Climate Chance Observatory | Yann Briand, IDDRI
After years of low profits, the maritime transport sector has benefitted greatly from the upswing in trade that followed the lifting of lockdowns. A commitment to reducing sulphur and greenhouse gas emissions has seen the sector increasingly turn to scrubbers and liquid natural gas (LNG) – a trend confirmed in 2021. But international shipping is still struggling to make these transformations on a large scale, and needs to resolve the negative externalities of some of its technological choices:
While the sector struggles to reduce its emissions in absolute value, the IMO is planning to revise the emissions reduction strategy for the shipping sector in 2023 by setting an even more ambitious target. Over recent years, international maritime transport actors have already made initial short-term technological choices: scrubbers to reduce sulphur emissions, LNG to reduce long-distance transport emissions, and electrification for short distances. However, these options will not be sufficient in the long term to considerably reduce the sector’s emissions.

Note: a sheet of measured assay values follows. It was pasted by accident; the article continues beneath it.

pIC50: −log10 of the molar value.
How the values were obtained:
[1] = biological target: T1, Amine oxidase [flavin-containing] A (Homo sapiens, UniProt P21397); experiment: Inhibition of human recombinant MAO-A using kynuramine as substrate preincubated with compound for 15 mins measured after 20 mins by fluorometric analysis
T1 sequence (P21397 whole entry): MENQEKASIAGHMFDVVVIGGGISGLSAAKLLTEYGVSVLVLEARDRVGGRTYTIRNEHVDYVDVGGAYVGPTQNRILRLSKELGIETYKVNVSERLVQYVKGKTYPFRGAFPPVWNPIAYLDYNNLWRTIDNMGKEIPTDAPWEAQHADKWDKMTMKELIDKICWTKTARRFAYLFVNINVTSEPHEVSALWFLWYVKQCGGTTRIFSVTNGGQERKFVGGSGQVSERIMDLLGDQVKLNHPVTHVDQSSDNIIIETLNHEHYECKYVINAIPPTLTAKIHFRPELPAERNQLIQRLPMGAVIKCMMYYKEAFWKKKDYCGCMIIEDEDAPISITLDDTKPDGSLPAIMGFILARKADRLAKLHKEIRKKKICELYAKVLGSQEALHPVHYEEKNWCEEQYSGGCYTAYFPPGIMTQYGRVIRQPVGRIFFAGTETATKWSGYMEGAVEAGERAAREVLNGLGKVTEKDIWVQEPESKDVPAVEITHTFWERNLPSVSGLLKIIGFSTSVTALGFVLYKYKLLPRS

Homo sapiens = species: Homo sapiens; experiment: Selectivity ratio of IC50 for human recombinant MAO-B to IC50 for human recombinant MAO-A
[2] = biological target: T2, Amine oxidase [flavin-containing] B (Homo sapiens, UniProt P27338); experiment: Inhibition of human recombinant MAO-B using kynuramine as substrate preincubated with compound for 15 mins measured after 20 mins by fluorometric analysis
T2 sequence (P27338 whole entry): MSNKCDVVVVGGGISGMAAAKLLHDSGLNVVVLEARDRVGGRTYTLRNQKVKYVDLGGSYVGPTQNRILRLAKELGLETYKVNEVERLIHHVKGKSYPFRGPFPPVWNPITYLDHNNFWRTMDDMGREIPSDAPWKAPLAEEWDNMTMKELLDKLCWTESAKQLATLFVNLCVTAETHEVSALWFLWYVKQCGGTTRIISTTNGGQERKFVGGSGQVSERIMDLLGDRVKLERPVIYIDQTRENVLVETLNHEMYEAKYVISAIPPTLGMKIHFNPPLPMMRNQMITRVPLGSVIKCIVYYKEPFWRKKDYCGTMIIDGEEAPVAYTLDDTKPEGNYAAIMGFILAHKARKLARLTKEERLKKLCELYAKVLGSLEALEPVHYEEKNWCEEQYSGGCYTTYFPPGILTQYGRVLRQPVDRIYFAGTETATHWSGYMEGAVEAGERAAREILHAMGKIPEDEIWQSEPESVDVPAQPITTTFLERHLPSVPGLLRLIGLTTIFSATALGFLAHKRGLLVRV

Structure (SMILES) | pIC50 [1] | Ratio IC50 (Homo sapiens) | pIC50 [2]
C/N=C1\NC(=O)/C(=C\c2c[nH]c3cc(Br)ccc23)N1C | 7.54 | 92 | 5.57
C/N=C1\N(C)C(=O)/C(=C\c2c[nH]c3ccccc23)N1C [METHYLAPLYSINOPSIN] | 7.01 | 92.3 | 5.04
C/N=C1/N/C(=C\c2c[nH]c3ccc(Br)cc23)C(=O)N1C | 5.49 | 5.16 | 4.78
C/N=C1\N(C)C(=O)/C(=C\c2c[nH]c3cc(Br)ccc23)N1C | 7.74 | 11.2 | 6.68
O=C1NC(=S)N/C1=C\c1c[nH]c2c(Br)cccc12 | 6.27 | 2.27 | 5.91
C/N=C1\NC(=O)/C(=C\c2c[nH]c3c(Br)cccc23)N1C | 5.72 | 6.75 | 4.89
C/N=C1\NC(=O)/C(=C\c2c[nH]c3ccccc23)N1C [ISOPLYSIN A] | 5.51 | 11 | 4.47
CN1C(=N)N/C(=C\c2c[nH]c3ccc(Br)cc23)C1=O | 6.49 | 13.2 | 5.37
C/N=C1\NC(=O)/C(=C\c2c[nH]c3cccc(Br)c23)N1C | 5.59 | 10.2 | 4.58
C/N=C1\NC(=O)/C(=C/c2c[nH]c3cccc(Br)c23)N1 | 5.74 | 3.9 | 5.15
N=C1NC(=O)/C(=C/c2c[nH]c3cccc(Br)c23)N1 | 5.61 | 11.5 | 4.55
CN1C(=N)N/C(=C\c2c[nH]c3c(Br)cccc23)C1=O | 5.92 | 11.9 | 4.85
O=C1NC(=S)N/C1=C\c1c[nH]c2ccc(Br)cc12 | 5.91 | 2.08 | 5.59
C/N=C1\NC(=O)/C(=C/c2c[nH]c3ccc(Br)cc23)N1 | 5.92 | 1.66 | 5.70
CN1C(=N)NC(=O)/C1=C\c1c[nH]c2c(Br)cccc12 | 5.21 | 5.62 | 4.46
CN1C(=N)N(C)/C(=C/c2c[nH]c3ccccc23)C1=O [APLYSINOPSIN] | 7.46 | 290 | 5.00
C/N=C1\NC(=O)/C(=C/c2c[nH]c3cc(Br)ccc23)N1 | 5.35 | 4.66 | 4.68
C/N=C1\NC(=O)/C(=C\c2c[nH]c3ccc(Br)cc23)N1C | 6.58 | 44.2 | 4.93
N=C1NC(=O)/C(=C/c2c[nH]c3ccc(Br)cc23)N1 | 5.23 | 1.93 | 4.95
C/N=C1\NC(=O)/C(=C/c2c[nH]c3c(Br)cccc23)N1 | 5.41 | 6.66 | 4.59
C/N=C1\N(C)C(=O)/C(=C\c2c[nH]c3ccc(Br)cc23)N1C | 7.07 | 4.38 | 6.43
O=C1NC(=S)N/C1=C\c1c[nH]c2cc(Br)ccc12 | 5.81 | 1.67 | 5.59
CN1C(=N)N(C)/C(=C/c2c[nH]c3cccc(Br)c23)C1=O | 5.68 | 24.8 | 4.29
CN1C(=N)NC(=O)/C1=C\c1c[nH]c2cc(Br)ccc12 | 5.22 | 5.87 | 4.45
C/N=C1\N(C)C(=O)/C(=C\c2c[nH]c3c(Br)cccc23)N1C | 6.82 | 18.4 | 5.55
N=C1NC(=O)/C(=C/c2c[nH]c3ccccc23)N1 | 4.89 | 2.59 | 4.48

The course is set, but alternative routes are emerging to reduce the climate impact of the sector. First, the reorganization of logistics chains around regional hub can reduce the distance of international exchanges and the associated energy consumption. Second, still rather exceptional local initiatives are attempting to organize value chains based on transporting goods by sailboat. Alternative fuels based on hydrogen, such as methanol and ammonia, although still marginal on the market, are the object of increasingly large investments and feature in shipowners’ decarbonization strategies. But the very low current production of low-carbon hydrogen (green and blue) and competition with other usages (decarbonization of industry, for example) raise the question of whether these alternative fuels are really capable of shifting the sector in the next few years.